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Orange County Sheriff Sandra Hutchens is just over two weeks on the job, but she's already making changes, increasing the distance between her way of operating and that of former sheriff, Mike Carona, who resigned after being indicted by a federal grand jury, accused of using his public office to acquire cash and gifts in return for favors to friends.
Carona was known to travel with a security team of up to three people. Hutchens has chosen to do without.
"I feel like Orange County is a very safe place to live and work," said Sheriff Hutchens. "And just like any other citizen, I feel comfortable moving around the county without a security detail."
In L.A. County, Sheriff Lee Baca has a sergeant drive him to public appearances, giving him time to do work in the car while having extra protection.
Hutchens says it makes sense for Baca, since he has to cover a much larger area than she does.
"It would be a luxury to be able to get some of that work done in the car, but for me, I don't think it justifies having a person who could be doing a job someplace else, and we are short on personnel in areas, so I'd rather not do that," said Sheriff Hutchens.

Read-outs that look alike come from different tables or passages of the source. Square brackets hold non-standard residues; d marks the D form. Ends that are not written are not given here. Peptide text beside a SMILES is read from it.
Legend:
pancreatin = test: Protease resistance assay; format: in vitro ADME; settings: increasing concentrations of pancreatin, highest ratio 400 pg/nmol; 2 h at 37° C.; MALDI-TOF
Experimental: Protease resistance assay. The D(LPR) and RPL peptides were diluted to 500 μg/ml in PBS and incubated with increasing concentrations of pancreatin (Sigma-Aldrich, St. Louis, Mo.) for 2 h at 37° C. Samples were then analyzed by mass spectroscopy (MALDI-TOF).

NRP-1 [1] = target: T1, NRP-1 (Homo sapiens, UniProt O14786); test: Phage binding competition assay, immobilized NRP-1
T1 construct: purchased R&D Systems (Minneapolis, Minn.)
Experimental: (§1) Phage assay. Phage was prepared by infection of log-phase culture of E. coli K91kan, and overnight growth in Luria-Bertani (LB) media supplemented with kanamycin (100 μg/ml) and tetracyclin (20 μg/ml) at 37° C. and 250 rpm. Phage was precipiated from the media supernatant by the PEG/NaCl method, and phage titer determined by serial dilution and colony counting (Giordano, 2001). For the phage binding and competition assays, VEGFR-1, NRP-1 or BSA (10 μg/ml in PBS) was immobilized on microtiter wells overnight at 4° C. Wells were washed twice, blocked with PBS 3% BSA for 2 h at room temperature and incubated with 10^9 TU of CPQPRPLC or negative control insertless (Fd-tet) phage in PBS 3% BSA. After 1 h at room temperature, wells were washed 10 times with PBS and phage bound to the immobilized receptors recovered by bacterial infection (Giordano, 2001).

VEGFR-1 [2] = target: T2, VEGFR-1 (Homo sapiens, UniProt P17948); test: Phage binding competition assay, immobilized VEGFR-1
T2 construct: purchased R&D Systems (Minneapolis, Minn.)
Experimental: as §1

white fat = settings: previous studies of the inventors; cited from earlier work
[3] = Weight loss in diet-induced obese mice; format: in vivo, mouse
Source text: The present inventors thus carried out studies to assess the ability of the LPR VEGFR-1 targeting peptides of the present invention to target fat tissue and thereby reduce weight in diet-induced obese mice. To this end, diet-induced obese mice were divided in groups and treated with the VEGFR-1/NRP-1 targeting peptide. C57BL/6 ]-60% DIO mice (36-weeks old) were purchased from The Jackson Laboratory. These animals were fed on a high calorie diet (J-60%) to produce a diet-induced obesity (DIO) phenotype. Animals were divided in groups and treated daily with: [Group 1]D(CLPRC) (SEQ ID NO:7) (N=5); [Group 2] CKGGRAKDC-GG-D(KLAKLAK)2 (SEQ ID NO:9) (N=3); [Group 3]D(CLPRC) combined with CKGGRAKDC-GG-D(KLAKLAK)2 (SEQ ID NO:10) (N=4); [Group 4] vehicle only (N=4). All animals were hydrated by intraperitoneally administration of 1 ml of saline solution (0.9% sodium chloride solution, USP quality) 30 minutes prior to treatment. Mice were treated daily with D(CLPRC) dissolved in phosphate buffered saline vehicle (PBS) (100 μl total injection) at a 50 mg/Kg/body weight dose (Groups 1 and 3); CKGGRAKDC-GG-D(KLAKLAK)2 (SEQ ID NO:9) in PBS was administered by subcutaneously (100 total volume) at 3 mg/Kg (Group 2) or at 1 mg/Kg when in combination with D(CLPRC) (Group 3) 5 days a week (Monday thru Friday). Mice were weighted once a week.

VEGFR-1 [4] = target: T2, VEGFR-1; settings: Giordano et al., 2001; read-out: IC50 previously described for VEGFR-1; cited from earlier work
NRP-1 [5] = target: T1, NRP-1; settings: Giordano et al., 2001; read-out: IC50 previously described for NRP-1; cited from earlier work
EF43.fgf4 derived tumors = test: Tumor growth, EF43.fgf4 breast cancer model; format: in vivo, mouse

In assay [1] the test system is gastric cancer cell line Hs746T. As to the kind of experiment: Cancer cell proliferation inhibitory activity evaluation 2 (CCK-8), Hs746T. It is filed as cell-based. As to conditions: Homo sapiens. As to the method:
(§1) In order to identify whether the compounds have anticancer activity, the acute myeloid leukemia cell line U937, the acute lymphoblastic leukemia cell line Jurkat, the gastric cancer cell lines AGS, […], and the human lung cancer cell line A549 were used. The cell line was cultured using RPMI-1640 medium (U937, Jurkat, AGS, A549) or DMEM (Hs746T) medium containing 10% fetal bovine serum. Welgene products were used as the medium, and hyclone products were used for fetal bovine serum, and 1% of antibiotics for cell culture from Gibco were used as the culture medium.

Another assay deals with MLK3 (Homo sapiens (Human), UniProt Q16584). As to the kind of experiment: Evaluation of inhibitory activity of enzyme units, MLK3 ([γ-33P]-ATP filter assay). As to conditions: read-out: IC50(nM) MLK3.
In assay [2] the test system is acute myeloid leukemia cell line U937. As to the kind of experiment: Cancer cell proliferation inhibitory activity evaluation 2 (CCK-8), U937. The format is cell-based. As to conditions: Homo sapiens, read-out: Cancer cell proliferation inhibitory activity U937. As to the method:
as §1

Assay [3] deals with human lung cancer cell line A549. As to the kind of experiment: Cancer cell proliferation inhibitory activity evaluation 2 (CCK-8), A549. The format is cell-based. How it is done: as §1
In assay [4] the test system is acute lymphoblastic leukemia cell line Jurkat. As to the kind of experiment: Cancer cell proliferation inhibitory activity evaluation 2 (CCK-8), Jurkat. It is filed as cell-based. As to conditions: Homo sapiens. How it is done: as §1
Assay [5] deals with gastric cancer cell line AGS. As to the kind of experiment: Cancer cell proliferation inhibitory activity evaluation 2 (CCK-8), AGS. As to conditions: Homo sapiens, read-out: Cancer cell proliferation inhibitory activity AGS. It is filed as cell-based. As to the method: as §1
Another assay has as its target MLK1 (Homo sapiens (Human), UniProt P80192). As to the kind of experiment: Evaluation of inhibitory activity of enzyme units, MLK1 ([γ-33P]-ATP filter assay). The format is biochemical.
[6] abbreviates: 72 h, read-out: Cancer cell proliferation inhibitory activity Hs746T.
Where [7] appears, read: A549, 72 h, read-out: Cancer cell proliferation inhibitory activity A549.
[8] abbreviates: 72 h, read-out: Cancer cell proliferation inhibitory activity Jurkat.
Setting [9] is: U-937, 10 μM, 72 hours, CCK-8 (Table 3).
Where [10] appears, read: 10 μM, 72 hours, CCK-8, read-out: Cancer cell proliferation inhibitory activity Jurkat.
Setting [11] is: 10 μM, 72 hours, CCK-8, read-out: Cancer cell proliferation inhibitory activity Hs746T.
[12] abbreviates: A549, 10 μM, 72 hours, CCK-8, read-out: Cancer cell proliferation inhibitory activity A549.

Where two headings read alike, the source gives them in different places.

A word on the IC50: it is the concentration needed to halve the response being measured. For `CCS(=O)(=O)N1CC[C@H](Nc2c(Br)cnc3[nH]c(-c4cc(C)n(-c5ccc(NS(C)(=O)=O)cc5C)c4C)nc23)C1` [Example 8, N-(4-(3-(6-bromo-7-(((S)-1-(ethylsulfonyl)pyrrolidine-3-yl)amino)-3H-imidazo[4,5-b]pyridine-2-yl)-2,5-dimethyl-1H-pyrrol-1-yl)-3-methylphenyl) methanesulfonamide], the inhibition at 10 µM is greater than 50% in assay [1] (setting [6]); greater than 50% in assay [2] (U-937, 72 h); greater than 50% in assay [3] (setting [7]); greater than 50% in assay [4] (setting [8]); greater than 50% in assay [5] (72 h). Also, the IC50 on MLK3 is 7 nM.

Sheriff Hutchens says the savings is about $150,000 a year. That's how much it would cost to have a full-time sergeant provide security for her. The 53-year-old says she does carry a Glock 9mm handgun on her hip when in uniform. She's been trained to use a weapon for 30 years, since she started in law enforcement.
In 1980, early in her career with the Los Angeles County Sheriff's Dept., Hutchens shot and killed an armed man.
"I had someone point a gun at me in pretty close quarters, and I had to fire my weapon," said Sheriff Hutchens.
Officials say when Carona was Orange County Sheriff, he did receives threats to his safety. Hutchens says an assessment was done, and so far she faces no threat, which makes her feel comfortable driving herself around.